Kadaga for president? Yes, but not in 2016 please
Posted Sunday, September 22 2013 at 01:00
“...for Kadaga to mount a serious challenge for the presidency, she would have to rally all the political and civil society groups into aggregate national consensus; some kind of social movement.”
Speaker of Parliament Rebecca Kadaga has recently been enjoying good media. The last time I watched her on TV, she was being praised by fellow Members of Parliament.
The subtle smile with her finger ‘blocking’ the mouth couldn’t completely suppress the self-absorption for the praises. And she took everything in with a sense of self-blessedness as she listened to the praises. Some MPs even asked her to run for presidency in 2016. There are two explanations for this: 1) Her administrative and political actions are tapping into popular sentiments of Ugandans; 2) President Museveni’s stock is ‘going south’ as the Americans would say.
But the thinking of a politically highly placed friend with whom I had a lengthy lunch time chat on Thursday (I ended up missing my lunch), is that Ms Kadaga is a populist who is really procuring the good press. “That lady is a populist who could not even appreciate the incongruity of presiding over a parliamentary session whose main talking point was praising her,” my friend said. Knowing my man, that was a hint on the thinking of the royal enclosure.
But my friend is a radical NRM supporter; he is actually a Musevenist whose observations are always coloured with Musevenist interests. The dispassionate truth though is that Ms Kadaga’s relatively impartial management of Parliament has profiled her as a national leader worth shooting higher.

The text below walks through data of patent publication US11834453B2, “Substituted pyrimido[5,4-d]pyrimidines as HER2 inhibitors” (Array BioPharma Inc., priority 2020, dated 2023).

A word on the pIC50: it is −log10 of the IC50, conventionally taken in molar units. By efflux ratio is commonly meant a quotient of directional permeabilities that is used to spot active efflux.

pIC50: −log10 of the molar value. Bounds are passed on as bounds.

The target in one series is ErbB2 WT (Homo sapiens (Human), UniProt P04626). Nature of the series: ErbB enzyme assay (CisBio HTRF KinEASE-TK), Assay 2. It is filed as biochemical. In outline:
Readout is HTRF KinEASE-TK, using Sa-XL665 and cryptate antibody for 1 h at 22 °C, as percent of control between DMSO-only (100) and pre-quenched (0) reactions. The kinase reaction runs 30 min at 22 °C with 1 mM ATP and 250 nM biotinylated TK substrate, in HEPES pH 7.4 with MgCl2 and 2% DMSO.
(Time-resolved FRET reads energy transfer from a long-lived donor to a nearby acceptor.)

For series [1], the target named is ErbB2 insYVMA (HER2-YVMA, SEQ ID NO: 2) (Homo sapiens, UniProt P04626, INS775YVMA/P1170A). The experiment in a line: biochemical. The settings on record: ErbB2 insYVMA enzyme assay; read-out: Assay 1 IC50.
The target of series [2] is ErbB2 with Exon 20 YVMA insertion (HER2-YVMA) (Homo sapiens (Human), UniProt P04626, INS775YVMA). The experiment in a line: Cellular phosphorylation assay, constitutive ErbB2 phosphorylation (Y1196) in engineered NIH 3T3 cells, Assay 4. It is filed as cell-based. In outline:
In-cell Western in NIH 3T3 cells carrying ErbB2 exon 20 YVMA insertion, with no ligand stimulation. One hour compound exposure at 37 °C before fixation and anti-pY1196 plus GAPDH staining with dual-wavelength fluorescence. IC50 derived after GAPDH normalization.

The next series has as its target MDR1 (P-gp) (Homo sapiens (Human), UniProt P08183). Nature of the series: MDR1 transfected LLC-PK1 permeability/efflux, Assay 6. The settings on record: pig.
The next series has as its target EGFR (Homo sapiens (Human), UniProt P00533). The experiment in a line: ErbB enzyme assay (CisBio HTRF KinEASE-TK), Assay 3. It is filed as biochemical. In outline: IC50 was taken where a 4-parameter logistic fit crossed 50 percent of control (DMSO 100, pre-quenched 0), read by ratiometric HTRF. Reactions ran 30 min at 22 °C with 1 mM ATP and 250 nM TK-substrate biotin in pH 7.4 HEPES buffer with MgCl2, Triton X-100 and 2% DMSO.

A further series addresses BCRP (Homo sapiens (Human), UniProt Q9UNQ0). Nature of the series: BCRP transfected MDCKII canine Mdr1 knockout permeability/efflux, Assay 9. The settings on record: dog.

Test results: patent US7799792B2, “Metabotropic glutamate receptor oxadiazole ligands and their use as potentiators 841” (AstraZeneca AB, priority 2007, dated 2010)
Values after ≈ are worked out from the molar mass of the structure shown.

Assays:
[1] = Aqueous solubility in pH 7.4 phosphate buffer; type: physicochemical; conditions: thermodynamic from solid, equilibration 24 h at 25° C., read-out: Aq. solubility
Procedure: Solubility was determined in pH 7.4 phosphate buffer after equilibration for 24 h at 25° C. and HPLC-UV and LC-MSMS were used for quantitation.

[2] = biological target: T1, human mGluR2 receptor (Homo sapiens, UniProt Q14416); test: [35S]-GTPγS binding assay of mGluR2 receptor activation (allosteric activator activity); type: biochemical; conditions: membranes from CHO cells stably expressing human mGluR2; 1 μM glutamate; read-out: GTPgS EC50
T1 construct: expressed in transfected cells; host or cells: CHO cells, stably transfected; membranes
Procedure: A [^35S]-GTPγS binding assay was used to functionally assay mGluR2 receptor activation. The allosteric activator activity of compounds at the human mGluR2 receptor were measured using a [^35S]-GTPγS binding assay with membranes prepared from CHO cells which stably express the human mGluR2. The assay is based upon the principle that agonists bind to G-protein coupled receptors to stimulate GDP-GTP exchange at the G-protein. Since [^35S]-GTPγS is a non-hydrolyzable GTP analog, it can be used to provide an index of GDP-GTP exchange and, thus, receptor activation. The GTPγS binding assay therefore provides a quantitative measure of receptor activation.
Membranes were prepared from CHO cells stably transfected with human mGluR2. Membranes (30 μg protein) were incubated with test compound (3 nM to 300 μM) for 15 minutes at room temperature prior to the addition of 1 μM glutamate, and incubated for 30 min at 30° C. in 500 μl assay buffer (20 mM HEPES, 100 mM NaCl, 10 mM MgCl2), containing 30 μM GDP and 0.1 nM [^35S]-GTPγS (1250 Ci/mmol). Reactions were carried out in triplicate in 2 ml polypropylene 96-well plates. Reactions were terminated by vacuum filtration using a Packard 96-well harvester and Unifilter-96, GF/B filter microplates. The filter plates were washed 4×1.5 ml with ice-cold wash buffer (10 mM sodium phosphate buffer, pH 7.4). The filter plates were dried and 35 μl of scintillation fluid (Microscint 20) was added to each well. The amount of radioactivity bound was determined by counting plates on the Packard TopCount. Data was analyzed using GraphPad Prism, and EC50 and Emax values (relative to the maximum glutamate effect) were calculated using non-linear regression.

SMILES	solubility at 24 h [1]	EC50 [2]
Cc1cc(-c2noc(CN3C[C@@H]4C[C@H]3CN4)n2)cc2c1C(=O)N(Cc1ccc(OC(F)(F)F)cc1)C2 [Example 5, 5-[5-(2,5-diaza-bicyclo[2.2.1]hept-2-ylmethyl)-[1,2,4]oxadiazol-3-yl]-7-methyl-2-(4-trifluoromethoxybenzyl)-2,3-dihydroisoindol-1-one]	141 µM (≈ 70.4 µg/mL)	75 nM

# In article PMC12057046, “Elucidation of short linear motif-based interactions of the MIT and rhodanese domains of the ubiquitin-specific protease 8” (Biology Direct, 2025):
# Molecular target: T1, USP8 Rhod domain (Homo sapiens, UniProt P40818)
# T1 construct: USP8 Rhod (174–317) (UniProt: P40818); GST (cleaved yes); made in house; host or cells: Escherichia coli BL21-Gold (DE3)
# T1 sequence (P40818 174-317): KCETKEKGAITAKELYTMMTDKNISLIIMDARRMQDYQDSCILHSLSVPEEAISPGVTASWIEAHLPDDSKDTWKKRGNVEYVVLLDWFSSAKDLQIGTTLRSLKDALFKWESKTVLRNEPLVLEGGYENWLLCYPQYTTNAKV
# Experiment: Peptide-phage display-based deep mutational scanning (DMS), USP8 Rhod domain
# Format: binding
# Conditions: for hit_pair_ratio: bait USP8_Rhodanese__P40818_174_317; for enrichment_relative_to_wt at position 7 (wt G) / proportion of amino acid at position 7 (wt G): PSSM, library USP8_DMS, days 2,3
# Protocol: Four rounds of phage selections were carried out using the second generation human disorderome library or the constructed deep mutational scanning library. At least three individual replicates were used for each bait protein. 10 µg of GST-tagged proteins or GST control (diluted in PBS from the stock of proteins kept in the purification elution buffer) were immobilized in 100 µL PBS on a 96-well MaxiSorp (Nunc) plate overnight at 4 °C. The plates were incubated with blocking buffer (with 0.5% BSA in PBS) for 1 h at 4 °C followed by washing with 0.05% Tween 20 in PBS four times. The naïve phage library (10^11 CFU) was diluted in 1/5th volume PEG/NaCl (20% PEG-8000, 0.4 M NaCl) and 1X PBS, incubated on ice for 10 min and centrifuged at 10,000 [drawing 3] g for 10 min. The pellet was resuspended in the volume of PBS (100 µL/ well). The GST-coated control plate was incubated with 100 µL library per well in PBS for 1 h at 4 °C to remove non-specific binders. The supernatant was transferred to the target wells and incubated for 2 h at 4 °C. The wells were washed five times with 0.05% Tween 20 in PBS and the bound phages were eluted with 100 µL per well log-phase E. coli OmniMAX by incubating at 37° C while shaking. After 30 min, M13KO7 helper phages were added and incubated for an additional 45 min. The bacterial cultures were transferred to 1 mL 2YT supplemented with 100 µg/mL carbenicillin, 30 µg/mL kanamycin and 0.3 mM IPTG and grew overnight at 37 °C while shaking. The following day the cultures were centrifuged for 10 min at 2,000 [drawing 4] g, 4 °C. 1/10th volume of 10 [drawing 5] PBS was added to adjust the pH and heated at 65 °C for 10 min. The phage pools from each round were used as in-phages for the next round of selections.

The question though is: Will she offer her candidature in 2016 to challenge her boss? My answer to that question is NO; because Kadaga (or for that matter any aspiring candidate) can only challenge President Museveni outside the NRM.
And for Kadaga to mount a serious challenge for the presidency, she would have to rally all the political and civil society groups into aggregate national consensus; some kind of social movement.
The best way would even be going the Kenyan way where FDC, DP, Justice Forum (Jeema), CP, would dissolve and create a new political vehicle to challenge for power. Do you see that happening before 2016? No. Then there will be no (serious) Kadaga candidature in 2016. Kadaga has advised herself very well for not getting fevered up by the praise singers; people who are likely not to stand behind her when the moment of truth comes.
There is a general feeling that President Museveni will stand in 2016. And we all know that the biggest political constituency Museveni has is the instruments of coercion (Police, Security Agencies and the UPDF) and the National Treasury.
In 2016, Museveni’s catchword is likely to go thus: Vote for me so that I manage the transition in an orderly manner. It may sound ridiculous, but we have been here long enough to know better. Kadaga will be ‘guided’ to look at the bigger picture with an eye (wink, wink) on the top job when the time comes. She will then be offered the position of Vice President. The ‘offer’ of Vice Presidency though will be a bargain to keep her in the ranks; definitely President Museveni recognises that her candidature could disrupt things. And in 2021, when the time comes, there won’t be a Kadaga candidature because the situation will have been so elephant for her.
I was recently hosted to dinner by Bishop Emeritus Zac Niringiye. At dinner, we went vernacular: He in Kifumbira and I in Kinyarwanda (I am an ‘associate Munyarwanda’, you know). Given his new-found interest in civil activism, we also talked about politics, his arrest, etc. “Why don’t you stand for president in 2016,” I asked?
“Which or what elections? Do you think there will be an election worth the effort in 2016?” he responded.
I didn’t pursue the argument farther.
Asuman Bisiika is the Executive Editor of East Africa Flagpost.